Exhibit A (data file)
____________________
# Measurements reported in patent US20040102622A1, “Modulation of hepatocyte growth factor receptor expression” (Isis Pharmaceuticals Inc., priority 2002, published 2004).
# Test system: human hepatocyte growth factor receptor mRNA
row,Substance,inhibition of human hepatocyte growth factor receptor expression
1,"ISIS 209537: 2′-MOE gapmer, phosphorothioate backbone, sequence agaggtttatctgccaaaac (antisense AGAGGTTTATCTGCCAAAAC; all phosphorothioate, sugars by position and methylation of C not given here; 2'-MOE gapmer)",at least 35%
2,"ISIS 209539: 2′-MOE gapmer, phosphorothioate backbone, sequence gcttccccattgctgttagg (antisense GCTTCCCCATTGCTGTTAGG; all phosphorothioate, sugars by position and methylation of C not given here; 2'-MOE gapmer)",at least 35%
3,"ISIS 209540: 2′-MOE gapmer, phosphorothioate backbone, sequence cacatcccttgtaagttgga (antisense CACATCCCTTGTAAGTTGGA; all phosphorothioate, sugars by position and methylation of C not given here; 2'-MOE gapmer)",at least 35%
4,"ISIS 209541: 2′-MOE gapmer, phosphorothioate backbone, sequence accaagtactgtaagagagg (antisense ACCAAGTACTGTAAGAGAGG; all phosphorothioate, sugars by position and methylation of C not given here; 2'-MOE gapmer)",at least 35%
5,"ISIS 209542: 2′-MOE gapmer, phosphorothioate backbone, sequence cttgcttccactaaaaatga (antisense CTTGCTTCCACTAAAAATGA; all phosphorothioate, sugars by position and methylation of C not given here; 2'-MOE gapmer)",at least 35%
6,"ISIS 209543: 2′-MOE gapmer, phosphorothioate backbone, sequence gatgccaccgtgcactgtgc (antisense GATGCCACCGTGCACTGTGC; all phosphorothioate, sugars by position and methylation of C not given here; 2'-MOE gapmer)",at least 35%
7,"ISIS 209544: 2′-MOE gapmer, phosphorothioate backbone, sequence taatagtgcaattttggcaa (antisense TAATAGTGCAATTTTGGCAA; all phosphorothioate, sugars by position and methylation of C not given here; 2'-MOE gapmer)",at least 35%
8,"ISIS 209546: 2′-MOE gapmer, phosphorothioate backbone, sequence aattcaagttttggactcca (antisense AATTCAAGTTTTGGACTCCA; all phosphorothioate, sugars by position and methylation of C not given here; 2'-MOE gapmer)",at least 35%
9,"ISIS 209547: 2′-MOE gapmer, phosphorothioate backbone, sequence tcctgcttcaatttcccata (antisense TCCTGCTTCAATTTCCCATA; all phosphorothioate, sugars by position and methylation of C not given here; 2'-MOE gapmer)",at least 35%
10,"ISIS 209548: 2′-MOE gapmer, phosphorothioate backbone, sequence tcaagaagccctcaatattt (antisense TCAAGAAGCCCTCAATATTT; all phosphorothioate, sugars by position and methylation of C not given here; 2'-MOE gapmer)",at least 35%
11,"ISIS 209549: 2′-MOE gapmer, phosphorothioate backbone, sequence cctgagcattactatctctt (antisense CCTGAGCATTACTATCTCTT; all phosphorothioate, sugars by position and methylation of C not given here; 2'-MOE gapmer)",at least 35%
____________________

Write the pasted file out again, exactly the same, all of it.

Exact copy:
# Measurements reported in patent US20040102622A1, “Modulation of hepatocyte growth factor receptor expression” (Isis Pharmaceuticals Inc., priority 2002, published 2004).
# Test system: human hepatocyte growth factor receptor mRNA
row,Substance,inhibition of human hepatocyte growth factor receptor expression
1,"ISIS 209537: 2′-MOE gapmer, phosphorothioate backbone, sequence agaggtttatctgccaaaac (antisense AGAGGTTTATCTGCCAAAAC; all phosphorothioate, sugars by position and methylation of C not given here; 2'-MOE gapmer)",at least 35%
2,"ISIS 209539: 2′-MOE gapmer, phosphorothioate backbone, sequence gcttccccattgctgttagg (antisense GCTTCCCCATTGCTGTTAGG; all phosphorothioate, sugars by position and methylation of C not given here; 2'-MOE gapmer)",at least 35%
3,"ISIS 209540: 2′-MOE gapmer, phosphorothioate backbone, sequence cacatcccttgtaagttgga (antisense CACATCCCTTGTAAGTTGGA; all phosphorothioate, sugars by position and methylation of C not given here; 2'-MOE gapmer)",at least 35%
4,"ISIS 209541: 2′-MOE gapmer, phosphorothioate backbone, sequence accaagtactgtaagagagg (antisense ACCAAGTACTGTAAGAGAGG; all phosphorothioate, sugars by position and methylation of C not given here; 2'-MOE gapmer)",at least 35%
5,"ISIS 209542: 2′-MOE gapmer, phosphorothioate backbone, sequence cttgcttccactaaaaatga (antisense CTTGCTTCCACTAAAAATGA; all phosphorothioate, sugars by position and methylation of C not given here; 2'-MOE gapmer)",at least 35%
6,"ISIS 209543: 2′-MOE gapmer, phosphorothioate backbone, sequence gatgccaccgtgcactgtgc (antisense GATGCCACCGTGCACTGTGC; all phosphorothioate, sugars by position and methylation of C not given here; 2'-MOE gapmer)",at least 35%
7,"ISIS 209544: 2′-MOE gapmer, phosphorothioate backbone, sequence taatagtgcaattttggcaa (antisense TAATAGTGCAATTTTGGCAA; all phosphorothioate, sugars by position and methylation of C not given here; 2'-MOE gapmer)",at least 35%
8,"ISIS 209546: 2′-MOE gapmer, phosphorothioate backbone, sequence aattcaagttttggactcca (antisense AATTCAAGTTTTGGACTCCA; all phosphorothioate, sugars by position and methylation of C not given here; 2'-MOE gapmer)",at least 35%
9,"ISIS 209547: 2′-MOE gapmer, phosphorothioate backbone, sequence tcctgcttcaatttcccata (antisense TCCTGCTTCAATTTCCCATA; all phosphorothioate, sugars by position and methylation of C not given here; 2'-MOE gapmer)",at least 35%
10,"ISIS 209548: 2′-MOE gapmer, phosphorothioate backbone, sequence tcaagaagccctcaatattt (antisense TCAAGAAGCCCTCAATATTT; all phosphorothioate, sugars by position and methylation of C not given here; 2'-MOE gapmer)",at least 35%
11,"ISIS 209549: 2′-MOE gapmer, phosphorothioate backbone, sequence cctgagcattactatctctt (antisense CCTGAGCATTACTATCTCTT; all phosphorothioate, sugars by position and methylation of C not given here; 2'-MOE gapmer)",at least 35%